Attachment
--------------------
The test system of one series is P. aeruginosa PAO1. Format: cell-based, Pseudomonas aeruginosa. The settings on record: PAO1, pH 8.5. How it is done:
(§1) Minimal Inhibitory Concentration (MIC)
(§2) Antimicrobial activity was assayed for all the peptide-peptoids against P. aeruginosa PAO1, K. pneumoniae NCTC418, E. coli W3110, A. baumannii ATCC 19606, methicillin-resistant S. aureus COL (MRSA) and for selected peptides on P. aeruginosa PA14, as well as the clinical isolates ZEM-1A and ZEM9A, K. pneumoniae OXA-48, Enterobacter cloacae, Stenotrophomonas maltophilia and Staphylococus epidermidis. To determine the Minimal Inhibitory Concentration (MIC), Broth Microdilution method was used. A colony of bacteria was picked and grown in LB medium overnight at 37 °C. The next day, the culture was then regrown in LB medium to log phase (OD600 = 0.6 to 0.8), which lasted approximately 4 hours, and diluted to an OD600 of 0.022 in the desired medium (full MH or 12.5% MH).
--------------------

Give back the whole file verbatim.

The test system of one series is P. aeruginosa PAO1. Format: cell-based, Pseudomonas aeruginosa. The settings on record: PAO1, pH 8.5. How it is done:
(§1) Minimal Inhibitory Concentration (MIC)
(§2) Antimicrobial activity was assayed for all the peptide-peptoids against P. aeruginosa PAO1, K. pneumoniae NCTC418, E. coli W3110, A. baumannii ATCC 19606, methicillin-resistant S. aureus COL (MRSA) and for selected peptides on P. aeruginosa PA14, as well as the clinical isolates ZEM-1A and ZEM9A, K. pneumoniae OXA-48, Enterobacter cloacae, Stenotrophomonas maltophilia and Staphylococus epidermidis. To determine the Minimal Inhibitory Concentration (MIC), Broth Microdilution method was used. A colony of bacteria was picked and grown in LB medium overnight at 37 °C. The next day, the culture was then regrown in LB medium to log phase (OD600 = 0.6 to 0.8), which lasted approximately 4 hours, and diluted to an OD600 of 0.022 in the desired medium (full MH or 12.5% MH).